What is MPN?
Posted on May 20, 2019 (Last Updated: August 18, 2021)
An MPN, or manufacturer part number is a manufacturer-assigned, unique, alphanumeric value that is used to identify a product among other products from the same manufacturer.
For ecommerce retailers, many of the comparison shopping engines or marketplaces you choose to sell on will ask for you to provide the MPNs of your products. Below is an example from Google of how a typical MPN may look:
The same as with Global Trade Item Numbers GTINs, providing MPNs values for your product feeds may at first seem a labor intensive task - but in this short article we'll look at a few easy ways to get hold of your product MPNs.
As we'll show later on, your audience might even be searching Google Shopping and other channels for specific MPNs, so providing these makes sure your products are shown when it matters most.
When should you provide MPNs?
For Google Shopping, it is a requirement for all products without a manufacturer-assigned GTIN to have brand and MPN included instead. But if you already have a list of your product MPNs, you can add greater relevancy to your Google Shopping listing by providing them - even when that feed requirement is only optional.
Similarly to GTINs - some products like custom-made or homemade might not have specific MPNs, in which case you cannot provide them. If you stock products which have multiple variations (color, gender, material, etc), each of these will usually have its own MPN. In some cases, a product may not have a GTIN, meaning that an MPN and the brand of the product will be required in your data feed.
Why should you use MPNs?
There are a number of reasons why MPNs are an important part of a high-quality product feed, but we've narrowed it down to the three most important:
- Firstly, they let search engines match your products to specific search queries from your audience.
- Secondly, they allow social channels like Facebook to select relevant products for dynamic ads which will be tailored to a shopper's browsing history.
- MPNs allow easier comparison between products.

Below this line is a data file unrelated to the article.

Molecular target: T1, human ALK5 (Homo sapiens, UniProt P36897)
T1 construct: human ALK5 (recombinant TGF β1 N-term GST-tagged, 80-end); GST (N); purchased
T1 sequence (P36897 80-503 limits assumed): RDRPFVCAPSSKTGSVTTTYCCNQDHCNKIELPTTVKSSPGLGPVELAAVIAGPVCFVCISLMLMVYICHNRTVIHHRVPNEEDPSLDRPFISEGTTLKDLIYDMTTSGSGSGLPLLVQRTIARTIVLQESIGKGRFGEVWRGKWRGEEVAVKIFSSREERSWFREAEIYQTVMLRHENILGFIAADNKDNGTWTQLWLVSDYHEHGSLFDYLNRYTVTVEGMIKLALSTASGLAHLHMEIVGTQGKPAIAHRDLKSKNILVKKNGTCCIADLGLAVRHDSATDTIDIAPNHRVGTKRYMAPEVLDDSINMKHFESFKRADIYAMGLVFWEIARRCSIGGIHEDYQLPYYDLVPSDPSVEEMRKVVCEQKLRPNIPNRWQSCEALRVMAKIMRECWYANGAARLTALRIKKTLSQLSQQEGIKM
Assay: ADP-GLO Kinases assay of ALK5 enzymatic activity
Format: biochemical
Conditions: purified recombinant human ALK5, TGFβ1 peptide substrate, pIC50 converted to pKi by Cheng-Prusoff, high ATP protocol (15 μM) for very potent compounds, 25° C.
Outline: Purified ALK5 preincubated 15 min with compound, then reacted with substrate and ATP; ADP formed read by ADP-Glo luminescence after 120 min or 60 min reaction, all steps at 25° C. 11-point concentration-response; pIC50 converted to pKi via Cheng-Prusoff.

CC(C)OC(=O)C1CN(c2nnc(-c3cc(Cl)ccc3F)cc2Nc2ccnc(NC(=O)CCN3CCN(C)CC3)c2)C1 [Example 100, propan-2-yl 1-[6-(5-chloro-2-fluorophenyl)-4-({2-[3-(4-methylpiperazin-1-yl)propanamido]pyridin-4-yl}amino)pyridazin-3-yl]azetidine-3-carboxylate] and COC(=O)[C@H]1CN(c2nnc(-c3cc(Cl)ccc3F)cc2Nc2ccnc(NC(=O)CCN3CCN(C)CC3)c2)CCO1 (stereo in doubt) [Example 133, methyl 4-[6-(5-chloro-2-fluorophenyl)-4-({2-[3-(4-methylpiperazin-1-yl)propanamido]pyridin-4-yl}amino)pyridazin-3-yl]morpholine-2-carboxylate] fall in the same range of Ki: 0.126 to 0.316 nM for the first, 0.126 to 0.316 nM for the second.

There are hundreds of categories for which MPNs can add great value. For example, white goods, electronics or building supplies can all be categories in which your customers might be searching for specific MPNs.
Let's take a look at the example below from Google.
With an electronic gadget like a Chromecast, a shopper is more likely to browse around, maybe checking out physical stores first in order to find out options, pricing, etc. Once they've reached a decision on the one they want, they may well search by specific MPN for the exact Chromecast.
Now, if you've included the MPN for your product that matches their exact query, guess whose Google Shopping listing will be ranking as #1 for that shopper?
Some comparison shopping engines, like Google Shopping, would rather have GTINs than MPNs in product feeds. In this situation, MPNs are sometimes optional. So although only optional for many channels, including MPNs can give you extra discoverability value by providing an edge over your competitors that haven't gone to the effort you have.
Amazon has its own product identification number called ASIN – Amazon Standard Identification Numbers. But when you're uploading data feeds to Amazon you should also use the product’s GTIN too.
Going after missing values like MPNs
Don't know how to access your product's MPNs? Unsure if some of your listings will have unique part numbers? That's why WakeupData provide an on-demand web crawler which can extract any missing data you might need from across the web. And that doesn't just go for MPNs or GTINs - you can also grab tags, styles scripts - you name it, our web crawler will go after it!
Find out more about how to optimize your Google Shopping feed to increase online sales, talk to our experts to find out about how you can get truly high-performing results for your campaigns today.